Auli’i Cravalho On Her New Netflix Movie, Coming Out Over TikTok & What’s Next

Photo: Courtesy of Netflix.
This interview contains mild spoilers for All Together Now, streaming on Netflix August 28.
All Together Now’s Amber Appleton (Auli’i Cravalho) has a secret. For several months now, she and her mother Becky (One Day At A Time’s Justina Machado), have been illegally living out of a school bus after getting evicted from their home. Still, Amber goes about her day, volunteering at a Portland nursing home before school, waking her best friend up in time for school (Atypical’s Anthony Jacques), studying for the straight As she needs for college, organizing the yearly variety show for charity, and working the night shift at a local donut shop. She’s barely getting by, but the optimistic and musically gifted teen doesn’t want her living situation to color the way those around her perceive her. She doesn’t want to be labeled. 
Cravalho knows something about that. After recently coming out as bisexual in a TikTok video where she lipsynced to Eminem’s "Those Kinda Nights," she now has more labels slapped onto her than she knows what to do with. “I’m a Latinx, Pacific Islander who’s part of the LGBTQ+ community, and a young woman trying to make her way in Hollywood,” she told Refinery29 over the phone ahead of the film’s release. “Oh my.”
The 19-year-old has been navigating how other people perceive her since she was cast to voice the lead in Disney’s 2016 Moana. Then just 15, Cravalho bore the burden of heavy expectations as the studio’s first-ever Polynesian Princess, a role she followed up with her turn as Lilette Suarez on NBC’s short-lived coming-of-age series Rise. All Together Now — which stars Cravalho alongside an ensemble cast that includes Machado, Judy Reyes, Fred Armisen, Rhenzy Feliz, Gerald Isaac Winters, Taylor Richardson, and Carol Burnett. —  is her first live-action film, and it’s a chance for Cravalho to carve out a space for herself that’s really and truly her own. 
Amber’s story isn’t an easy one. When we meet the high school senior, she’s working two jobs to save up for an apartment for herself and her mother, who is recovering from alcohol addiction and can’t seem to shake her abusive relationship. But Amber is also nursing ambitions for her future. Her father died when she was 12, leaving her a treasured and well-worn Carnegie Mellon sweatshirt, his adorable dog Bobby Big Boy, and a dream of pursuing a career in music.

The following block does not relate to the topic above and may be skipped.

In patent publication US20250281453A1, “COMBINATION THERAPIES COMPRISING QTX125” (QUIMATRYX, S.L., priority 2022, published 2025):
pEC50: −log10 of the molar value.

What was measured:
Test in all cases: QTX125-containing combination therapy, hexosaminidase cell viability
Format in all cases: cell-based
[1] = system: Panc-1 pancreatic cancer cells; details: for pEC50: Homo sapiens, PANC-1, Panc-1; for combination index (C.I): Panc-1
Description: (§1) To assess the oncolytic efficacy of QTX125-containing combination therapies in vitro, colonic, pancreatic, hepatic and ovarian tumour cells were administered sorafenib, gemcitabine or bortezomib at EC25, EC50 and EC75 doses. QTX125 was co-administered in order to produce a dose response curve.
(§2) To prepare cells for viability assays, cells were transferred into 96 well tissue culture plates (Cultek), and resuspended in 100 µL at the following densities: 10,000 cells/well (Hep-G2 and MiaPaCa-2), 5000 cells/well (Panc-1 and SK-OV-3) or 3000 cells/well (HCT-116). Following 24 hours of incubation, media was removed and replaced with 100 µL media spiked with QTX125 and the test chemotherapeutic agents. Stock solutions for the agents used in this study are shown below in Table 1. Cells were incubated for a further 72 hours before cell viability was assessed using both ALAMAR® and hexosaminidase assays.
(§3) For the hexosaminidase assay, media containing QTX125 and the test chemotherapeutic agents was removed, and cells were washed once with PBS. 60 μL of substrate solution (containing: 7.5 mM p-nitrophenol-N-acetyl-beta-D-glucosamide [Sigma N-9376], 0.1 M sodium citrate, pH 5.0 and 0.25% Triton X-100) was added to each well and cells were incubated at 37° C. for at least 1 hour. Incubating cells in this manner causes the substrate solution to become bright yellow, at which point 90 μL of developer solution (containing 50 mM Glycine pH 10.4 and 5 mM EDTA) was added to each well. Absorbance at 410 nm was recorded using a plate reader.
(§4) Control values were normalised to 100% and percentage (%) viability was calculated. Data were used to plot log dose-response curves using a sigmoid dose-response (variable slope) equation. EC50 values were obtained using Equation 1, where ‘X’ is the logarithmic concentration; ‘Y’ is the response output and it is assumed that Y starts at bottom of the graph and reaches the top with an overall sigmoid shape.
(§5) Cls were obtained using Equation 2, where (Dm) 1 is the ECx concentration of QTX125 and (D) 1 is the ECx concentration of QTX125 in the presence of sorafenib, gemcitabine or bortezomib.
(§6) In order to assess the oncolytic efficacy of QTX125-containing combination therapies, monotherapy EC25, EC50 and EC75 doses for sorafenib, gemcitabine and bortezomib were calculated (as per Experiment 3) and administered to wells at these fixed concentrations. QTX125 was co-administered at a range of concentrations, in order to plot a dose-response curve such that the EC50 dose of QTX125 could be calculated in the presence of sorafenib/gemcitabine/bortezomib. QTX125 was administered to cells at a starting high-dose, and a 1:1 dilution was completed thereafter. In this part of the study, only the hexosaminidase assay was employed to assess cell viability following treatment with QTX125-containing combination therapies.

Echoing the tough challenges that face her character, Cravalho’s journey to the Netflix movie began in disappointment. She had originally auditioned for director Brett Haley’s previous project, All The Bright Places, only to be told she wasn’t right for the role. “Like all actors, I really wanted it,” she said. 
Still, Haley said, he’d keep her in mind for the next one. “I was like Okay I’m never going to hear from this guy again,” Cravalho joked. Then came the call for All Together Now, based on Matthew Quick’s 2010 YA book, Sorta Like A Rockstar
“I really connected to Amber and appreciated this more gritty storyline of this young girl who has so many passions while still growing up in an unstable home and having to learn to rely on her friends,” Cravalho said. “Instead of giving help, she has to learn to ask for help, and that’s something that really resonated with me.”
Refinery29: Are you someone who has trouble reaching out for help?
Auli’i Cravalho: "I’m 19, so a lot of my thinking is I can do it myself, and if I can’t do it by myself, maybe it isn’t right for me. I depend on the universe much more than I depend on my close friends for some strange reason. I’m like, Well, if it doesn’t work out, it’s fate. [But] my friends are like, you can ask for help, you know that right? So I definitely relate to that. It’s really hard to be vulnerable to those who are really close to us. I hope this film shows that although it is difficult, life is not meant to be walked alone. When the burden gets heavy, please allow other people to carry the load with you.”